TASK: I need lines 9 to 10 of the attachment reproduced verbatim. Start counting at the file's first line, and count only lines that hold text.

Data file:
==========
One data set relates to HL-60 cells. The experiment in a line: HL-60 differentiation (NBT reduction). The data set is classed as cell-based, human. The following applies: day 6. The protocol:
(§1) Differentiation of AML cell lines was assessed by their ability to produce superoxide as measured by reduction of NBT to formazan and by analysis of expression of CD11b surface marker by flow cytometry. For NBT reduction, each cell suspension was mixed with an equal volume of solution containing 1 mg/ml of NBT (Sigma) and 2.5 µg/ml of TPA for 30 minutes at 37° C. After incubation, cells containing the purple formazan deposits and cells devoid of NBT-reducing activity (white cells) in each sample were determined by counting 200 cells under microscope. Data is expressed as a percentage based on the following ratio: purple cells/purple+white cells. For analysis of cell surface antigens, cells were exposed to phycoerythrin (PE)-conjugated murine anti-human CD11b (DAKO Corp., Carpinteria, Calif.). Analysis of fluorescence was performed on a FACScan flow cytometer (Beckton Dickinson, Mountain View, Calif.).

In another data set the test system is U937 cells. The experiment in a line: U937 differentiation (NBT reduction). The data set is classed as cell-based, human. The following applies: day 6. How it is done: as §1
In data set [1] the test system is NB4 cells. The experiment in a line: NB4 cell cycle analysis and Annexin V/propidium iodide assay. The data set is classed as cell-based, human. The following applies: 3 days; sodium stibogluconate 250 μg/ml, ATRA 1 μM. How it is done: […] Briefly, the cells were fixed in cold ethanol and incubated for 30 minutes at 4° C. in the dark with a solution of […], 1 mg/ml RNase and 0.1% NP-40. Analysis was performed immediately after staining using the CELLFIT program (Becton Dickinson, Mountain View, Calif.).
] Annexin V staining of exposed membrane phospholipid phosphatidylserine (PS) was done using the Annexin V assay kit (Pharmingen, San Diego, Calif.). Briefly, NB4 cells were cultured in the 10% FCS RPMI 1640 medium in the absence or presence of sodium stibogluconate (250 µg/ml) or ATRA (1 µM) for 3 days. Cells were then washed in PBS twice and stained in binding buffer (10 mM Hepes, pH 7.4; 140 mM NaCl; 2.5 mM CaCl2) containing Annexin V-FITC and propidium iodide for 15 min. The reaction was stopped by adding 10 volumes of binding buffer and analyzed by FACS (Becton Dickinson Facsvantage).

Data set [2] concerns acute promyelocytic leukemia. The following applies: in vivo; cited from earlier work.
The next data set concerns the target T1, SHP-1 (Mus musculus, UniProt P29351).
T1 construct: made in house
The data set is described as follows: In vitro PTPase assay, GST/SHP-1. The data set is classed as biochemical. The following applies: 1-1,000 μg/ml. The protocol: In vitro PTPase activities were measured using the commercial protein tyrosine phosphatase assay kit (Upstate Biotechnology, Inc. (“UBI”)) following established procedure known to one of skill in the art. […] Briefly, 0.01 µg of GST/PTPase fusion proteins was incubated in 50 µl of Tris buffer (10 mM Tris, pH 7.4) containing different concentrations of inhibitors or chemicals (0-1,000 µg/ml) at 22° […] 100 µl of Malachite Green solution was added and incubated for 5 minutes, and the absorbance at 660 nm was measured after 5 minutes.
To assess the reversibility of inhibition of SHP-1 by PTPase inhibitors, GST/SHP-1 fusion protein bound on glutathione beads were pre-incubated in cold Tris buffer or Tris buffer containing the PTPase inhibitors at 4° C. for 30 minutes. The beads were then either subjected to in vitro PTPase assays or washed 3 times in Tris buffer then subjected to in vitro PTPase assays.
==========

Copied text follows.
The data set is described as follows: In vitro PTPase assay, GST/SHP-1. The data set is classed as biochemical. The following applies: 1-1,000 μg/ml. The protocol: In vitro PTPase activities were measured using the commercial protein tyrosine phosphatase assay kit (Upstate Biotechnology, Inc. (“UBI”)) following established procedure known to one of skill in the art. […] Briefly, 0.01 µg of GST/PTPase fusion proteins was incubated in 50 µl of Tris buffer (10 mM Tris, pH 7.4) containing different concentrations of inhibitors or chemicals (0-1,000 µg/ml) at 22° […] 100 µl of Malachite Green solution was added and incubated for 5 minutes, and the absorbance at 660 nm was measured after 5 minutes.
To assess the reversibility of inhibition of SHP-1 by PTPase inhibitors, GST/SHP-1 fusion protein bound on glutathione beads were pre-incubated in cold Tris buffer or Tris buffer containing the PTPase inhibitors at 4° C. for 30 minutes. The beads were then either subjected to in vitro PTPase assays or washed 3 times in Tris buffer then subjected to in vitro PTPase assays.